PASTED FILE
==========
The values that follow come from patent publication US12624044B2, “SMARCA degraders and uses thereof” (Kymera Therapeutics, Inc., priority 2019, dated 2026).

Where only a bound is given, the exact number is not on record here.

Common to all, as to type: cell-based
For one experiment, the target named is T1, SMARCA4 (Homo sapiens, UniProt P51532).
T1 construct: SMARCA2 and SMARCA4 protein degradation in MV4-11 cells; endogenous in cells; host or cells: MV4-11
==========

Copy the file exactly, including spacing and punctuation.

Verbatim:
The values that follow come from patent publication US12624044B2, “SMARCA degraders and uses thereof” (Kymera Therapeutics, Inc., priority 2019, dated 2026).

Where only a bound is given, the exact number is not on record here.

Common to all, as to type: cell-based
For one experiment, the target named is T1, SMARCA4 (Homo sapiens, UniProt P51532).
T1 construct: SMARCA2 and SMARCA4 protein degradation in MV4-11 cells; endogenous in cells; host or cells: MV4-11